Vertical Torpedoes, a Stolen Monet, and Learning the Commerce Clause
A summary of the best reads found behind the paywall of The New York Times.
Now that The New York Times pay wall is live, you only get 20 free clicks a month. For those worried about hitting their limit, we're taking a look through the paper each morning to find the stories that can make your clicks count.
Top Stories: The 1942 Commerce Clause case of Wickard v. Filburn will be the most important precedent hanging over the upcoming Supreme Court ruling on the Obama health care law.
Health: Two former editors of the New England Journal of Medicine crusade "against for-profit medicine, especially its ancillary profit centers of commercial insurance and drug manufacture."
Opinion: Emily Bazelon laments the use of hate crime laws to punish bullying kids who have been mean, but not violent.
Business: The Securities and Exchange Commission is debating a new regulation that would require companies to disclose if they use minerals mined from war zones in Africa.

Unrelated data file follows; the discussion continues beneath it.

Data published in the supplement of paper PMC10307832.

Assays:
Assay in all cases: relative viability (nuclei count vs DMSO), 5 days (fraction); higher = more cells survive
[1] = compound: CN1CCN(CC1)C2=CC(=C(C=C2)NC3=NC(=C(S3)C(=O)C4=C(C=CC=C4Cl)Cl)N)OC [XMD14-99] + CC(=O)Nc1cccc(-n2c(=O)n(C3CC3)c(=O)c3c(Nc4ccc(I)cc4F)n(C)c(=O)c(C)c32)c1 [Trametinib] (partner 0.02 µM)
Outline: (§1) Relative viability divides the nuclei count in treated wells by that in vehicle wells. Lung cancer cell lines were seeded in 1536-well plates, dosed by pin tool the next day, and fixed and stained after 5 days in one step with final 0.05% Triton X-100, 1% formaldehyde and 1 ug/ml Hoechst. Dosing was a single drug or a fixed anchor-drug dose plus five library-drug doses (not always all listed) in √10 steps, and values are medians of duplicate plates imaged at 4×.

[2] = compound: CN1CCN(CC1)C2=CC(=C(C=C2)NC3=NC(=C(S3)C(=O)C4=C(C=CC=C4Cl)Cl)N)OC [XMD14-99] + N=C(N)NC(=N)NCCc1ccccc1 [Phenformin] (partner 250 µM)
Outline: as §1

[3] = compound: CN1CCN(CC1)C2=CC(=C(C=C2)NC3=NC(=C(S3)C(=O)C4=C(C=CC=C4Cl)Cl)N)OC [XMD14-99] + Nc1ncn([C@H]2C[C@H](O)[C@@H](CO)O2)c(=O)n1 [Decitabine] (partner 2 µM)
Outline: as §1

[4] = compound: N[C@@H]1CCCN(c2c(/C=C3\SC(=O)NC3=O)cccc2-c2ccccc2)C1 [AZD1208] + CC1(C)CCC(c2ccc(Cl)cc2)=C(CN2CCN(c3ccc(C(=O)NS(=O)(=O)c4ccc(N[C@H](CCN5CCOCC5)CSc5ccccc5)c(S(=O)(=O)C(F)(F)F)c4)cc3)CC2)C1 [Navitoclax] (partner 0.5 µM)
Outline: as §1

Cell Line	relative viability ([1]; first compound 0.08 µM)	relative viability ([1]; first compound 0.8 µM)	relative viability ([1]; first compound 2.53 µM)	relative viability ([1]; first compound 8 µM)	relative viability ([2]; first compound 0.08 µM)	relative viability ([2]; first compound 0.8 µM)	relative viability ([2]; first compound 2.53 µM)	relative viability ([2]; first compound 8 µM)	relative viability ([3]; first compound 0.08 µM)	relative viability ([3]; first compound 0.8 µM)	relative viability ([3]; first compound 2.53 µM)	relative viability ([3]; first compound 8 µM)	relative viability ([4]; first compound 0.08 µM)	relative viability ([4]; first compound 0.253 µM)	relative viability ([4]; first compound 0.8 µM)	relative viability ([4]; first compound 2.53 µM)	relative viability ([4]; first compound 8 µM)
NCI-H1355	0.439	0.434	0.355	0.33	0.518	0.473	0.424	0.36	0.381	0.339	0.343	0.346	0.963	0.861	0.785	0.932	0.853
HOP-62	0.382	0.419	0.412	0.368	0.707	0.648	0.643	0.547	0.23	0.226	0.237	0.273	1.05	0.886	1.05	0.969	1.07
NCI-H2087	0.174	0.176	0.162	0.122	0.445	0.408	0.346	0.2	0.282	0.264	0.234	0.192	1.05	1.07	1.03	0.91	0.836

Science: More about the "vertical torpedo" that James Cameron will use to explore the bottom of the Pacific Ocean.
Art: Two of France's most prominent families are in a legal battle over a missing Monet painting that one side claims was stolen from a Jewish family by the Nazis.
Sports: Now that the owners of the Mets have settled with the Bernie Madoff trustee, they need him to collect as much money as possible from other "winners" of Madoff's scheme.
Books: A review of The Idea Factory, a history of AT&T's influential research division, Bell Labs.
Technology: A computer scientist is building a software program designed to catch cheating in the world of chess. Some companies have stopped using Google Maps in their businesses, due to Google's increased fees for heavy users.
Travel: Frequent travelers list their biggest complaints about airlines and how they treat customers.
Photo Gallery of the Day: A major construction project that will transform Brooklyn's Prospect Park.